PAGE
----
university of cambridge
The Cambridge University student fell 1,130 metres onto a plain of carnivorous big cats.
This investigation is a vital opportunity to show how and why colonialism and slavery colours our nation and our institutions – something we need if we want a more tolerant, cohesive, and progressive society
Tuesday's announcement is a good step but Cambridge must become pre-emptive and not reactive – the onus has been too often been placed on marginalised students to do the work which the university should have already been doing
“I think that we’re going to get more and more stories coming out like the one we’ve had today."
As Cambridge Investigates Its Links To Slavery, We Look At How Other Universities Dealt With Their Pasts
The University of Cambridge has launched a two-year study into how it may have gained from the slave trade. Historic institutions like universities have been challenged in recent years to look into their pasts, especially in terms of benefitting from slavery or colonialism. With statues and buildings named after now-controversial figures, both academics and students are challenging institutions to rethink who they honour and what their substantial endowments were built on. From the student riots in South Africa to the tiki-torch protests in Charlottesville, examining the past can inflame modern political and social tensions.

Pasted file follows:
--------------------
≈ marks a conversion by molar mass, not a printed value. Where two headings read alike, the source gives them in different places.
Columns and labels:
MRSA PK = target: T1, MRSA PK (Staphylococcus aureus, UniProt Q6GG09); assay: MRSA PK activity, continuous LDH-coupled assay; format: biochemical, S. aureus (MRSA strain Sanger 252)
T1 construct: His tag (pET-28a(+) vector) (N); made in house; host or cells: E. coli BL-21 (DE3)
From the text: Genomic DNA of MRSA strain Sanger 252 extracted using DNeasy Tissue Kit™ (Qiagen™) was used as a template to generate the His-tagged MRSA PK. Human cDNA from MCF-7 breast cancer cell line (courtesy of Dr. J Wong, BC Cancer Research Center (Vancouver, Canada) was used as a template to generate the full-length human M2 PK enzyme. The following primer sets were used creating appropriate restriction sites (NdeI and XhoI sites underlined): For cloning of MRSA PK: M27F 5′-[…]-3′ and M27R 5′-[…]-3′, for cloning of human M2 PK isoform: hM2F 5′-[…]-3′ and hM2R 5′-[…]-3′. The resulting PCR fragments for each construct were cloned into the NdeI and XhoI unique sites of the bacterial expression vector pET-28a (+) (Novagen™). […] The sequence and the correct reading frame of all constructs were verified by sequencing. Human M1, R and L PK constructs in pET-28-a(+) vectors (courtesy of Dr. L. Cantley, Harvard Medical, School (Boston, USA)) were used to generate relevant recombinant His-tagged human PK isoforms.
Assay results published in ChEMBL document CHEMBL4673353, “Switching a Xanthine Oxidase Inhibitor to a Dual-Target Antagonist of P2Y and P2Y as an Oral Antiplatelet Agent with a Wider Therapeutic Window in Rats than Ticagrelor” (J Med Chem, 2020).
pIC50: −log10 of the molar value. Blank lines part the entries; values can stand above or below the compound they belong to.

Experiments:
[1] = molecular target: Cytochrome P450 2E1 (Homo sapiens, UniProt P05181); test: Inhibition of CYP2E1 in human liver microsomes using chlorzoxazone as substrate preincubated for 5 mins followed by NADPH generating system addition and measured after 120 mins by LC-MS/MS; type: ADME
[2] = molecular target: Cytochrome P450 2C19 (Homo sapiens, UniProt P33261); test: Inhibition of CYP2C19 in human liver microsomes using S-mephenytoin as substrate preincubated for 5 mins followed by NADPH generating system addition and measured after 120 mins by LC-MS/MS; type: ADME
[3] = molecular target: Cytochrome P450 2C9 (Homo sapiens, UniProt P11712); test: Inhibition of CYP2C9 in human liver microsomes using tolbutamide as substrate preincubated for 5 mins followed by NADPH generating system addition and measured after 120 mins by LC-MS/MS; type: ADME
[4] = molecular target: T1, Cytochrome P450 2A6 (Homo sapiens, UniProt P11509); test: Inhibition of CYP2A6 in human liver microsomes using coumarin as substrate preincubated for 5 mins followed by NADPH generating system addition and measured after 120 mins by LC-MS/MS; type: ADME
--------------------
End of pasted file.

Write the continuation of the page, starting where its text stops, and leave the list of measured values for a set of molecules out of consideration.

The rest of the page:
The slip up didn't go unnoticed.
"The wounds of that period still reverberate today."
The first 1,500 photographs are live now.
I have been looking after myself since the age of sixteen, when I moved into supported housing alone. But that doesn’t mean that it suddenly becomes easy.
The focus needs to shift from high-achieving students in their final years of education, to primary school pupils in underrepresented areas